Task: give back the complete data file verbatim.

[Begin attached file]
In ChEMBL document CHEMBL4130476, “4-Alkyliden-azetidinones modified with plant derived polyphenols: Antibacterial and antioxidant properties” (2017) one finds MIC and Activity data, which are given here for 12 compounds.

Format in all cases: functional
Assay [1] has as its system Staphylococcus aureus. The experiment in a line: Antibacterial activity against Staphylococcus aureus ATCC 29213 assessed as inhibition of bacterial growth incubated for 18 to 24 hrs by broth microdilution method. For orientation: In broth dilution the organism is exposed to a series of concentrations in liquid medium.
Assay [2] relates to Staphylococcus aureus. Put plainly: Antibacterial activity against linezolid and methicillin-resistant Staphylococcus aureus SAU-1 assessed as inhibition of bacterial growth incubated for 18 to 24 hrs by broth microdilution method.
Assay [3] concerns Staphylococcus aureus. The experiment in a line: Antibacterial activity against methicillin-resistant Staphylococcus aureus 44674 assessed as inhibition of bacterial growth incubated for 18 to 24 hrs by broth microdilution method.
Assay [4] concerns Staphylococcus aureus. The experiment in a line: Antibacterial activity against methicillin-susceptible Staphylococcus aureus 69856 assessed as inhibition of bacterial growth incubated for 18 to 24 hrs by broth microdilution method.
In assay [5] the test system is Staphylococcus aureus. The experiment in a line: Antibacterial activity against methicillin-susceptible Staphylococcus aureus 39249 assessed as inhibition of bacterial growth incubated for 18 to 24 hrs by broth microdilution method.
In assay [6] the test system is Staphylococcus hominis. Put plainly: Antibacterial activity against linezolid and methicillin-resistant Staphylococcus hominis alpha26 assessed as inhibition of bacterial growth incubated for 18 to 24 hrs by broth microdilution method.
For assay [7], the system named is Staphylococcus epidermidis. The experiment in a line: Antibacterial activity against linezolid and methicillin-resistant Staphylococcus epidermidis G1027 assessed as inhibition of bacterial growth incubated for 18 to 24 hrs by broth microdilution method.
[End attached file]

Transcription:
In ChEMBL document CHEMBL4130476, “4-Alkyliden-azetidinones modified with plant derived polyphenols: Antibacterial and antioxidant properties” (2017) one finds MIC and Activity data, which are given here for 12 compounds.

Format in all cases: functional
Assay [1] has as its system Staphylococcus aureus. The experiment in a line: Antibacterial activity against Staphylococcus aureus ATCC 29213 assessed as inhibition of bacterial growth incubated for 18 to 24 hrs by broth microdilution method. For orientation: In broth dilution the organism is exposed to a series of concentrations in liquid medium.
Assay [2] relates to Staphylococcus aureus. Put plainly: Antibacterial activity against linezolid and methicillin-resistant Staphylococcus aureus SAU-1 assessed as inhibition of bacterial growth incubated for 18 to 24 hrs by broth microdilution method.
Assay [3] concerns Staphylococcus aureus. The experiment in a line: Antibacterial activity against methicillin-resistant Staphylococcus aureus 44674 assessed as inhibition of bacterial growth incubated for 18 to 24 hrs by broth microdilution method.
Assay [4] concerns Staphylococcus aureus. The experiment in a line: Antibacterial activity against methicillin-susceptible Staphylococcus aureus 69856 assessed as inhibition of bacterial growth incubated for 18 to 24 hrs by broth microdilution method.
In assay [5] the test system is Staphylococcus aureus. The experiment in a line: Antibacterial activity against methicillin-susceptible Staphylococcus aureus 39249 assessed as inhibition of bacterial growth incubated for 18 to 24 hrs by broth microdilution method.
In assay [6] the test system is Staphylococcus hominis. Put plainly: Antibacterial activity against linezolid and methicillin-resistant Staphylococcus hominis alpha26 assessed as inhibition of bacterial growth incubated for 18 to 24 hrs by broth microdilution method.
For assay [7], the system named is Staphylococcus epidermidis. The experiment in a line: Antibacterial activity against linezolid and methicillin-resistant Staphylococcus epidermidis G1027 assessed as inhibition of bacterial growth incubated for 18 to 24 hrs by broth microdilution method.